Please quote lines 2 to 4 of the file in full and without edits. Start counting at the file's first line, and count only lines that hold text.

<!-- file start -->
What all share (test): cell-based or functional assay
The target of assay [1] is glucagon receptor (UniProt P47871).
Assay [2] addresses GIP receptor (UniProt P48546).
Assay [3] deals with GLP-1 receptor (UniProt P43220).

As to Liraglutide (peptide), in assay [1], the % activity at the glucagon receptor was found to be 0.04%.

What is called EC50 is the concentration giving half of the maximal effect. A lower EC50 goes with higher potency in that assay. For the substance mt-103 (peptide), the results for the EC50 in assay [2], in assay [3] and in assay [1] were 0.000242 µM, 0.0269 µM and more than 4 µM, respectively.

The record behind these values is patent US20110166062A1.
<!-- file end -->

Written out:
The target of assay [1] is glucagon receptor (UniProt P47871).
Assay [2] addresses GIP receptor (UniProt P48546).
Assay [3] deals with GLP-1 receptor (UniProt P43220).